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NAB: Broadcasters Willing to Compromise on 6GHz Carveout for Licensed Mobile Operations

News van
(Image credit: Frontline)

WASHINGTON—The National Association of Broadcasters has told the FCC it would be willing to compromise in its request that the commission reserve a small portion of the 6GHz spectrum band for licensed mobile operations aka "broadcast auxiliary service" (BAS) band used to cover live events and breaking news. 

In a letter to the commission, the association said such a move would help protect broadcasters from interference as the FCC moves to open the band to unlicensed wireless devices and that it would also bring the U.S. policy in line with Ofcom (the U.K.’s equivalent of the FCC), which has set aside 55 MHz at the top of the band for licensed use for electronic newsgathering (to which Ofcom refers as “Programme Making and Special Events”).

“While NAB has proposed that the Commission reserve 80 MHz of spectrum for licensed mobile operations, which would leave 1120 MHz for unlicensed operations, reserving just 55 MHz would have the benefit of harmonizing the use of the band internationally,” NAB said. “55 MHz would provide two full 25 MHz channels for electronic newsgathering operations, plus a 5 MHz guard band. This approach would resolve the United States Court of Appeals for the District of Columbia’s remand of the Commission’s 6 GHz order while also providing regulatory certainty for potential unlicensed users of the band.”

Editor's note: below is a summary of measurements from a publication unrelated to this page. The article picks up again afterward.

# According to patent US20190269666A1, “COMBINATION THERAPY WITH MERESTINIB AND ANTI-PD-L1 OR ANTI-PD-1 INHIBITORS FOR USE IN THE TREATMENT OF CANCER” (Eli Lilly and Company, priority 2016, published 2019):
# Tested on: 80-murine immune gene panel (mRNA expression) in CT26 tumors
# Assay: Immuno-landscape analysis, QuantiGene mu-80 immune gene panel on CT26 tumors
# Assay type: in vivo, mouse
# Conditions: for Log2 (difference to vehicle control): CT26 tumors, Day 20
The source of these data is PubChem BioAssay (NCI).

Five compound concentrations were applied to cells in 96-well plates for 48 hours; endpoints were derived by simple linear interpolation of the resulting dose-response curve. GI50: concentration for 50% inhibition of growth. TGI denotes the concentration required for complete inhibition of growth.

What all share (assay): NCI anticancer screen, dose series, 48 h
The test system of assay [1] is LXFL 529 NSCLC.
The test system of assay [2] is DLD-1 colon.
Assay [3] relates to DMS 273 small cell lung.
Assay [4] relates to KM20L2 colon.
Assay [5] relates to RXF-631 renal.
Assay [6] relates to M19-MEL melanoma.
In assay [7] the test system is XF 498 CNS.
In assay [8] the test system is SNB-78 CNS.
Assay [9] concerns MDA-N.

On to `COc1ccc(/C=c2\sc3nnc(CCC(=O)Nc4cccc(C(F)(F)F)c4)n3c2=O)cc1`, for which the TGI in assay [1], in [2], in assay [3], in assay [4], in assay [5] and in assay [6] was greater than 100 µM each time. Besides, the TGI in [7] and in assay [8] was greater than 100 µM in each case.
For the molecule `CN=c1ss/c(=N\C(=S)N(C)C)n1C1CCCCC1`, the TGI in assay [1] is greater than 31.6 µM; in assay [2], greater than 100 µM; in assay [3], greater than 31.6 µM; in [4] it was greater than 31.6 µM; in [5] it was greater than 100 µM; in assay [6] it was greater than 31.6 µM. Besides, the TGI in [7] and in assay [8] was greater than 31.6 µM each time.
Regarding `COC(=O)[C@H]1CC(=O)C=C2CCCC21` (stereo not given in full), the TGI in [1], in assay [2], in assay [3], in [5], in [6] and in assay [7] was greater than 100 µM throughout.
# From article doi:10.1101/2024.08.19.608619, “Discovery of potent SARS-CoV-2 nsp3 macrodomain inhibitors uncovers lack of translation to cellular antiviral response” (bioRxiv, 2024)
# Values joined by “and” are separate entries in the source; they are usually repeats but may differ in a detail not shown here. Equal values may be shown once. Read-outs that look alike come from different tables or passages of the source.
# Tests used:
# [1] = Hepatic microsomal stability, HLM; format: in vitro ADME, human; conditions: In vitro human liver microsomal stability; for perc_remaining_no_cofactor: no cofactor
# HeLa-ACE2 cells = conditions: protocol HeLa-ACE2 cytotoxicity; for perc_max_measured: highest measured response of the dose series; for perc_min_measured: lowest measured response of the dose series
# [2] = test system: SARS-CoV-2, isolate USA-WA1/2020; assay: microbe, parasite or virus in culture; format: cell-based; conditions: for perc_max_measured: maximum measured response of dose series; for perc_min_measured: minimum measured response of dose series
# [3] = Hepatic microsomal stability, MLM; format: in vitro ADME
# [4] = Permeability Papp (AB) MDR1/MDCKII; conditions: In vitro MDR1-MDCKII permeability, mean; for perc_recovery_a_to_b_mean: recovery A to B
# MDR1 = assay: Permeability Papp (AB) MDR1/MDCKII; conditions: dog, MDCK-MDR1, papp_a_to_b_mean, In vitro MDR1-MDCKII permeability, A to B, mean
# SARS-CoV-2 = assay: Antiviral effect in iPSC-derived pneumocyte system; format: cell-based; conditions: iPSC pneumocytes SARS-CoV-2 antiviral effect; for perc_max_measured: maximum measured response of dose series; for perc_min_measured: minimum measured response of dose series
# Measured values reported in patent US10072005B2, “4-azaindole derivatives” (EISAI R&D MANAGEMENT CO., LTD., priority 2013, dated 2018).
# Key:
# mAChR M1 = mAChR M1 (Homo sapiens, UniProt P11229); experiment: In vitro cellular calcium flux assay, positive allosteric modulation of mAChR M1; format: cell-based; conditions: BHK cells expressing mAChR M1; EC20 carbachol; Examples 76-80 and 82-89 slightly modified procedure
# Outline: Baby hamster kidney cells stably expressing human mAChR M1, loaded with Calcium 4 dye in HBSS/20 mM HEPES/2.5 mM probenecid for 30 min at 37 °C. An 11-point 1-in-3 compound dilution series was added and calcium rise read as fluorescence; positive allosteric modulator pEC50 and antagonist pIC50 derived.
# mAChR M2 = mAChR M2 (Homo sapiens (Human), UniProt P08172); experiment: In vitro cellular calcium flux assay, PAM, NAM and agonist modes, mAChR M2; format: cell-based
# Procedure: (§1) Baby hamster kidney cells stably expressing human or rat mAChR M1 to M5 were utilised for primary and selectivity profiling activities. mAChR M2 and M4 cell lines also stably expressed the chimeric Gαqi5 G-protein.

NAB stressed the importance of reserving the spectrum in light of current events. 

“Journalism, including live coverage of events as they unfold, has never been more important,” it told the commission. “Access to spectrum is an indispensable component of broadcasters’ ability to provide high-quality and real-time coverage of history as it unfolds. We urge the Commission to support broadcast journalism by considering a reasonable compromise that will help ensure that broadcasters are able to continue to perform their vital work.”

Tom has covered the broadcast technology market for the past 25 years, including three years handling member communications for the National Association of Broadcasters followed by a year as editor of Video Technology News and DTV Business executive newsletters for Phillips Publishing. In 1999 he launched digitalbroadcasting.com for internet B2B portal Verticalnet. He is also a charter member of the CTA's Academy of Digital TV Pioneers. Since 2001, he has been editor-in-chief of TV Tech (www.tvtech.com), the leading source of news and information on broadcast and related media technology and is a frequent contributor and moderator to the brand’s Tech Leadership events.